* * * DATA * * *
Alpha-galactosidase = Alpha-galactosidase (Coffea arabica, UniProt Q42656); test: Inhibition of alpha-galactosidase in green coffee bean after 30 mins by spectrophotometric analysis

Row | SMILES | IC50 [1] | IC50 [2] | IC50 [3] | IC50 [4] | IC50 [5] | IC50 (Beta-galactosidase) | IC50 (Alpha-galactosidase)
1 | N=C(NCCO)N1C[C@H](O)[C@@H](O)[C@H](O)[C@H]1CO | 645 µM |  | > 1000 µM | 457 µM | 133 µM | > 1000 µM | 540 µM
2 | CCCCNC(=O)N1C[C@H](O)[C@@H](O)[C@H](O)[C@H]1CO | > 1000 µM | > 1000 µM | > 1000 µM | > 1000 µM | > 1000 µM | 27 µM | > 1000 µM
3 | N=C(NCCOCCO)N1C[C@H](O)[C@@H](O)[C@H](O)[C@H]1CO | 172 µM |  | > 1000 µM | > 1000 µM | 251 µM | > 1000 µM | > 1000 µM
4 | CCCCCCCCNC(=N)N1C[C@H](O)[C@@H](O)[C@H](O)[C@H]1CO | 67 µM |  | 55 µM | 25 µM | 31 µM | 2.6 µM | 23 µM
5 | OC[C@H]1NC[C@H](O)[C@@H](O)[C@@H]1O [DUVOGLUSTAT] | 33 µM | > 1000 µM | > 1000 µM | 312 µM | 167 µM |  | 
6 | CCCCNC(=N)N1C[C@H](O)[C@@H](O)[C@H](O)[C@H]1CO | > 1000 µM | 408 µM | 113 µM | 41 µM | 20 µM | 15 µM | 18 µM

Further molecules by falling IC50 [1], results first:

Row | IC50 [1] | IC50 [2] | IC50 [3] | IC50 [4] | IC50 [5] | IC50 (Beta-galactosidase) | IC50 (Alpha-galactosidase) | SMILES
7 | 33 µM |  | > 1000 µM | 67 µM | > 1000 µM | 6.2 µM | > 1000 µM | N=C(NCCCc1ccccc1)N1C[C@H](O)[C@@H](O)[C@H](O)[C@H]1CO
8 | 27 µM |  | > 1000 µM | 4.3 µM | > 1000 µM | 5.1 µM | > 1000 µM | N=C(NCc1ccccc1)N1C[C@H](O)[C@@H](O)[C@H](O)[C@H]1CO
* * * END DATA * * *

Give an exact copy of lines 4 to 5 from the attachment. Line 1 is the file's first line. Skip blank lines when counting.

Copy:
2 | CCCCNC(=O)N1C[C@H](O)[C@@H](O)[C@H](O)[C@H]1CO | > 1000 µM | > 1000 µM | > 1000 µM | > 1000 µM | > 1000 µM | 27 µM | > 1000 µM
3 | N=C(NCCOCCO)N1C[C@H](O)[C@@H](O)[C@H](O)[C@H]1CO | 172 µM |  | > 1000 µM | > 1000 µM | 251 µM | > 1000 µM | > 1000 µM